Understand Roofing Terms Today!


Now, you have a roofing problem. You know you need a Dallas roofing contractor, but where do you begin? Once you explain your problem you will be told a solution you may not completely understand. Roofing involves a lot of industry terminology, and we want you to be able to understand it all! 

Talk Like a Roofer! Roofing Terms, Explained

Make sure you really understand what your roofing contractor is talking about before you make a major investment.

Need a new roof? Get ready to hear a lot of unfamiliar roofing terms. Let’s make sure you really understand what your roofing contractor is talking about before you make a major investment. 

Roofing Styles: Hip, Gable and Shed

What has slopes on four sides and keeps the rain out of your attic? A hip roof. Dead giveaways of a hip roof include:

  • Slopes on all four sides
  • All sides are equal length
  • A ridge at the top

Hip roofs are nice in snowy or windy environments — that winter snow will slide right off. If you’re interested in vaulted ceilings or a spacious attic, look for a house with a hip roof.

gable roof, on the other hand, is triangle-shaped, lacking those four even sides. A shed roofrefers to a roof that slopes in a single direction, flat and down, like you’d expect to see on, well, a shed.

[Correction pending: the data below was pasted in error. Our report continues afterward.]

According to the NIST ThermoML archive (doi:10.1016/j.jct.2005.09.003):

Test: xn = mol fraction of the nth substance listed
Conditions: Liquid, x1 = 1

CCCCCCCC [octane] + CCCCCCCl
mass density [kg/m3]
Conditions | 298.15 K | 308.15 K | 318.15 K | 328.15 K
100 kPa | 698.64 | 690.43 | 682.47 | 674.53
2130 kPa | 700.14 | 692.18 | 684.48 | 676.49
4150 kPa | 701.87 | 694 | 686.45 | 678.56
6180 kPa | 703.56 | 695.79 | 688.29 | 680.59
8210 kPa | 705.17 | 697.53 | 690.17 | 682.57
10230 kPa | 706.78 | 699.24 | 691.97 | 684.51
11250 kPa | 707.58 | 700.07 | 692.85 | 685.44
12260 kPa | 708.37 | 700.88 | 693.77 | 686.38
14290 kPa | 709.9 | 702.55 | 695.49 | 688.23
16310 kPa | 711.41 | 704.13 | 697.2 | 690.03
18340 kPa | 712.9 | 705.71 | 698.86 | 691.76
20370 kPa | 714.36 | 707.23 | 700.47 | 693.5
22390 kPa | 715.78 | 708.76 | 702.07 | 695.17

Hip and gable are the two most common roof styles, but a single house can sometimes have multiple styles at the same time: you may have a gable roof with shed-style dormers, for example.

What’s a dormer? Good question!  Dormers are “a roofed structure that projects vertically beyond the plane of a pitched roof.” You’ll often see dormers jutting out over windows.

Understanding slope and pitch

People sometimes talk about a roof’s slope and pitch like they are the same thing. They’re not! Here’s the differences:

SLOPE: The slope is the angle of incline, usually expressed as a fraction or ratio. This fraction represents the number of inches that a vertical rise increases over a horizontal run. The rise, by the way, is the number of inches within one foot of run.

A roof with a slope of 6:12 is steeper than a roof with a slope of 4:12. Gable roofs often have steeper slopes than hip-style roofs.

PITCH: Pitch is the incline of the roof and is determined by dividing the rise of the roof by the span from one wall to another. Usually expressed as a fraction, pitch is less precise, but still allows you to understand the steepness of your roof. Very steep or low-sloping roofs are going to require special considerations when you replace them.

Decking, Eaves, Ridges, Valleys

All roofs have a deck, eaves and ridges. Most roofs have valleys, too.

Decking is the exactly what it sounds like: the foundation of your roof. The deck base rests against the your attic, covers the rafters and supports the weight of the roofing materials. The deck is usually made out of plywood or a composite.

Eaves are the edges of the roof that jut out over the walls of your home. Most eaves house intake vents for attic ventilation. Did you know your attic needs to be vented? This helps keep your attic from getting too warm, which can cause all sorts of moisture issues for your roofing materials or melt off snow too rapidly in the winter, which may cause ice dams in your gutters.

Gutters — you probably know what these are! — are placed at the edges of eaves to help push water running off of the roof away from the house. If water were to splash straight down to the ground, the moisture would eventually compromise the foundation of your home, setting up a scenario that can cause a lot of serious problems.